Law enforcement has requested pharmacists notify them if they suspect any suspicious activity or if they suspect questionable prescriptions possibly forged by addicts. California laws have cracked down on drugs such as these, and will probably get tougher as people continue to misuse these substances. The attorneys at Sevens Legal Criminal Lawyers, has extensive experience with these type of crimes and can assist you with getting into an addiction treatment program instead of jail if you have been accused of unlawful possession of drugs.

Sevens Legal Criminal Lawyers, has an experienced background of defending narcotics cases, using innovative approaches. Some common controlled substances and charges include:

  • Manufacturing
  • Possession with intent to sell
  • Under the influence of controlled substance
  • Possession of drug paraphernalia
  • Simple Possession
  • Transportation
  • Sales of Narcotics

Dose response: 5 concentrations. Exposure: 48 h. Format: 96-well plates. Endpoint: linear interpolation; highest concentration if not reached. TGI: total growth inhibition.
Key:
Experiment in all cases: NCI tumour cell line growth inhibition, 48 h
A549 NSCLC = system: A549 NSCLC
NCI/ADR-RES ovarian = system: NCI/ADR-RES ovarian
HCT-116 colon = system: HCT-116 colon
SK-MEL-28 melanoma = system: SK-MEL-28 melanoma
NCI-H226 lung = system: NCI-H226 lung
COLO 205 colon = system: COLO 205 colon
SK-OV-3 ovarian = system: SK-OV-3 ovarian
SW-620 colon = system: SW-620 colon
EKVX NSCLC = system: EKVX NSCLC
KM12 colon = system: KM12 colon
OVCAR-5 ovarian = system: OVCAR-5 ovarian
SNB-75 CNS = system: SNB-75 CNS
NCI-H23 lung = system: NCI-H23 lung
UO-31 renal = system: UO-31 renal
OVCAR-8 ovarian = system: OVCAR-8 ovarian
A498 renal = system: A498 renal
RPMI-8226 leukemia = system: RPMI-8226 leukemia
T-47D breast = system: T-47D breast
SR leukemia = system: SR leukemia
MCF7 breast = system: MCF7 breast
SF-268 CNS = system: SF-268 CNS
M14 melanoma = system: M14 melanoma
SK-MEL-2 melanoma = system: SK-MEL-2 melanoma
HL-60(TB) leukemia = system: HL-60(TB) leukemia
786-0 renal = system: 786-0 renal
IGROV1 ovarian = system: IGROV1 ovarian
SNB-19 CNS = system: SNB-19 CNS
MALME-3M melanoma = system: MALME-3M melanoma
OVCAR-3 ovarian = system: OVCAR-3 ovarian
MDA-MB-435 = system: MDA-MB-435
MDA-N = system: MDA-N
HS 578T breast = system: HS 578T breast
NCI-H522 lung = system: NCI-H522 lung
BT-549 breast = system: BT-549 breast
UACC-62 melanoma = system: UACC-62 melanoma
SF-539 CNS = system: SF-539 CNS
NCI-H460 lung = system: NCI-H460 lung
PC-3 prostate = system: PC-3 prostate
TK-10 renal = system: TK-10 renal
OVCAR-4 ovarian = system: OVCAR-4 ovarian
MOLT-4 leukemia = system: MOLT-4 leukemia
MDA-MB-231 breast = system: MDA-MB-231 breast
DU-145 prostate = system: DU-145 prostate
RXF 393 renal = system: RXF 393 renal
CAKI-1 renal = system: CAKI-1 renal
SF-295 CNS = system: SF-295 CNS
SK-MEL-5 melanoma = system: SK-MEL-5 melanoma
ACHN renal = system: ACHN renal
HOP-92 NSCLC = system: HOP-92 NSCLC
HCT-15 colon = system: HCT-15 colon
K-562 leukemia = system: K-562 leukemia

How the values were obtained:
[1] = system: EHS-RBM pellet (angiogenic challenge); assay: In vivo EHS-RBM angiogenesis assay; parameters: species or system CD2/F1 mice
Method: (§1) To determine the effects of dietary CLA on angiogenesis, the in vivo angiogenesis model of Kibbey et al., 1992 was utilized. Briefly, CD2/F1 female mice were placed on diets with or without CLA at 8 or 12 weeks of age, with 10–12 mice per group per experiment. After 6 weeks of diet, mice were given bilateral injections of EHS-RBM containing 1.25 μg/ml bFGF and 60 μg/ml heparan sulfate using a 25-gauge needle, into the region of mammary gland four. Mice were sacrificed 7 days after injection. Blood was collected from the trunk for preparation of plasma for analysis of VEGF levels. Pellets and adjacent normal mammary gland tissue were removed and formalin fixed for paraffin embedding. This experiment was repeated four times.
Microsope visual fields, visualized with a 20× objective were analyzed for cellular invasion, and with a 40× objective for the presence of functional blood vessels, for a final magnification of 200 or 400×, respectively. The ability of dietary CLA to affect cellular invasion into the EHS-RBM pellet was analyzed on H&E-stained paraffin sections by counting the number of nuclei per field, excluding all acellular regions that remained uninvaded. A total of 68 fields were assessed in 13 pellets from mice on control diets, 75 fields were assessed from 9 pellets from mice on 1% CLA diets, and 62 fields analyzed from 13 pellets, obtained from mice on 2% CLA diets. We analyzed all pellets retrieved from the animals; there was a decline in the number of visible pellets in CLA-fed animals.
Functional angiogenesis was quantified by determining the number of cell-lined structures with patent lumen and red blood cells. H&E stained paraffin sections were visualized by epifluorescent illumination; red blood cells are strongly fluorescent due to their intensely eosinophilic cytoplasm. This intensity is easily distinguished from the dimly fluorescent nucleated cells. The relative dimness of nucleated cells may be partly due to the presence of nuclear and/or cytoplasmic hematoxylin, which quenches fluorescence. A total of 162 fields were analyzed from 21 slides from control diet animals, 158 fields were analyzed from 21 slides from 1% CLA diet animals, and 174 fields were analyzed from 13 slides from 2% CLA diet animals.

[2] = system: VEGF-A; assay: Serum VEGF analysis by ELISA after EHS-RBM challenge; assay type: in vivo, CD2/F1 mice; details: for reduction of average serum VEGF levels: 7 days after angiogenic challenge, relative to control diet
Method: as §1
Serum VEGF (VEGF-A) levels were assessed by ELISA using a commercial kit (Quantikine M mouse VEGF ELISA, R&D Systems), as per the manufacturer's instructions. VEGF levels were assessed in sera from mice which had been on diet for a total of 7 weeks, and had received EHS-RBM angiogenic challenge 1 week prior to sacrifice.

• Prescription drugs
  • Possession of drugs while armed
  • Maintaining a residence for sales
  • Medical Marijuana
  • Trafficking and Hidden Compartments
  • Possession while armed with a firearm
  • Driving Under the Influence of Drugs

In California most drug charges are felonies. If convicted of a felony, you may face jail time, loss of rights, and a permanent police. While these are serious charges, with the right attorney they may be dropped. Legal defense that have been used include:

  • Challenging the search on Fourth Amendment grounds
  • Transitory Possession
  • Violations of Fifth Amendment, Miranda